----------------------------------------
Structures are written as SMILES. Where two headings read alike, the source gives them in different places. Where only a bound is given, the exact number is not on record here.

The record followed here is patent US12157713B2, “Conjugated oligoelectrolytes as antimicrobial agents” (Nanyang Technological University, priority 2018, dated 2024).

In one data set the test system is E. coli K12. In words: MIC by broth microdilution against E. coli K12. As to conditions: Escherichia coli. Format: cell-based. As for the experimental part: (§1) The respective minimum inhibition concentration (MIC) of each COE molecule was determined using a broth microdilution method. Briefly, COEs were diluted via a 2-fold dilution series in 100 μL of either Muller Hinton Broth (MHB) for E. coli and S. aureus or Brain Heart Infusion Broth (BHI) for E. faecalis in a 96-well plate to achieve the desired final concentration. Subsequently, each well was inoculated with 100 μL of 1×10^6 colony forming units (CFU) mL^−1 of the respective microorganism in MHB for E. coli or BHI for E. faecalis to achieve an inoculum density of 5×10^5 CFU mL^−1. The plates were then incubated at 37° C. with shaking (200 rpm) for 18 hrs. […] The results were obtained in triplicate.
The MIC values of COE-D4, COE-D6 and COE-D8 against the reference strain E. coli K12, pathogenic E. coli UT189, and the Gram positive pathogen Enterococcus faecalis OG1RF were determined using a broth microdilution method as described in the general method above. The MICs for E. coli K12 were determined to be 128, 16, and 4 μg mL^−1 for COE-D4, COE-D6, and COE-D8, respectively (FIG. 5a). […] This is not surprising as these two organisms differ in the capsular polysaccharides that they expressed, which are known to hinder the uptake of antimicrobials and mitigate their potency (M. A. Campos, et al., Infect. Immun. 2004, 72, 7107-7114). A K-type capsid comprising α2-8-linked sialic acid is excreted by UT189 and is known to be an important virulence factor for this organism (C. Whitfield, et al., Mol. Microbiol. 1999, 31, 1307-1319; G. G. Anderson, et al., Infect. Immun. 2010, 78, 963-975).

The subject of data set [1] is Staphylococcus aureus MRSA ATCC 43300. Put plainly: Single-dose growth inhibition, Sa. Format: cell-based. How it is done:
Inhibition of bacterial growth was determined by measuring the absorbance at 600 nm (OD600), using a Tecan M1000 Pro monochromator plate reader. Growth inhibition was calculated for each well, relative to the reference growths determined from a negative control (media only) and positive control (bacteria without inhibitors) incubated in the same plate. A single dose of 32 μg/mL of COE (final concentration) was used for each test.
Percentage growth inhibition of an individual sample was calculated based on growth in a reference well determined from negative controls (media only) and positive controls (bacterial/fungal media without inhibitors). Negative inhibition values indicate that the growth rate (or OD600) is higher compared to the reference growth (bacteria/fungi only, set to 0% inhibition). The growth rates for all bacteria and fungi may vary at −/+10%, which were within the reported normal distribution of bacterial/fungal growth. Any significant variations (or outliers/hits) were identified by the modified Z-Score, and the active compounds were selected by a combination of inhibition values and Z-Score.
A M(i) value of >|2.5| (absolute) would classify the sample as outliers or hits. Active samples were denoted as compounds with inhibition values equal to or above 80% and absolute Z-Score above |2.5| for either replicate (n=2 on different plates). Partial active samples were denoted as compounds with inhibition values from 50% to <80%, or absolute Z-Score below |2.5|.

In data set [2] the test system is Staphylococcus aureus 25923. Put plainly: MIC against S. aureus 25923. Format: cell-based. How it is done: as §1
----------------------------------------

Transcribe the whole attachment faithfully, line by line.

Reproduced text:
Structures are written as SMILES. Where two headings read alike, the source gives them in different places. Where only a bound is given, the exact number is not on record here.

The record followed here is patent US12157713B2, “Conjugated oligoelectrolytes as antimicrobial agents” (Nanyang Technological University, priority 2018, dated 2024).

In one data set the test system is E. coli K12. In words: MIC by broth microdilution against E. coli K12. As to conditions: Escherichia coli. Format: cell-based. As for the experimental part: (§1) The respective minimum inhibition concentration (MIC) of each COE molecule was determined using a broth microdilution method. Briefly, COEs were diluted via a 2-fold dilution series in 100 μL of either Muller Hinton Broth (MHB) for E. coli and S. aureus or Brain Heart Infusion Broth (BHI) for E. faecalis in a 96-well plate to achieve the desired final concentration. Subsequently, each well was inoculated with 100 μL of 1×10^6 colony forming units (CFU) mL^−1 of the respective microorganism in MHB for E. coli or BHI for E. faecalis to achieve an inoculum density of 5×10^5 CFU mL^−1. The plates were then incubated at 37° C. with shaking (200 rpm) for 18 hrs. […] The results were obtained in triplicate.
The MIC values of COE-D4, COE-D6 and COE-D8 against the reference strain E. coli K12, pathogenic E. coli UT189, and the Gram positive pathogen Enterococcus faecalis OG1RF were determined using a broth microdilution method as described in the general method above. The MICs for E. coli K12 were determined to be 128, 16, and 4 μg mL^−1 for COE-D4, COE-D6, and COE-D8, respectively (FIG. 5a). […] This is not surprising as these two organisms differ in the capsular polysaccharides that they expressed, which are known to hinder the uptake of antimicrobials and mitigate their potency (M. A. Campos, et al., Infect. Immun. 2004, 72, 7107-7114). A K-type capsid comprising α2-8-linked sialic acid is excreted by UT189 and is known to be an important virulence factor for this organism (C. Whitfield, et al., Mol. Microbiol. 1999, 31, 1307-1319; G. G. Anderson, et al., Infect. Immun. 2010, 78, 963-975).

The subject of data set [1] is Staphylococcus aureus MRSA ATCC 43300. Put plainly: Single-dose growth inhibition, Sa. Format: cell-based. How it is done:
Inhibition of bacterial growth was determined by measuring the absorbance at 600 nm (OD600), using a Tecan M1000 Pro monochromator plate reader. Growth inhibition was calculated for each well, relative to the reference growths determined from a negative control (media only) and positive control (bacteria without inhibitors) incubated in the same plate. A single dose of 32 μg/mL of COE (final concentration) was used for each test.
Percentage growth inhibition of an individual sample was calculated based on growth in a reference well determined from negative controls (media only) and positive controls (bacterial/fungal media without inhibitors). Negative inhibition values indicate that the growth rate (or OD600) is higher compared to the reference growth (bacteria/fungi only, set to 0% inhibition). The growth rates for all bacteria and fungi may vary at −/+10%, which were within the reported normal distribution of bacterial/fungal growth. Any significant variations (or outliers/hits) were identified by the modified Z-Score, and the active compounds were selected by a combination of inhibition values and Z-Score.
A M(i) value of >|2.5| (absolute) would classify the sample as outliers or hits. Active samples were denoted as compounds with inhibition values equal to or above 80% and absolute Z-Score above |2.5| for either replicate (n=2 on different plates). Partial active samples were denoted as compounds with inhibition values from 50% to <80%, or absolute Z-Score below |2.5|.

In data set [2] the test system is Staphylococcus aureus 25923. Put plainly: MIC against S. aureus 25923. Format: cell-based. How it is done: as §1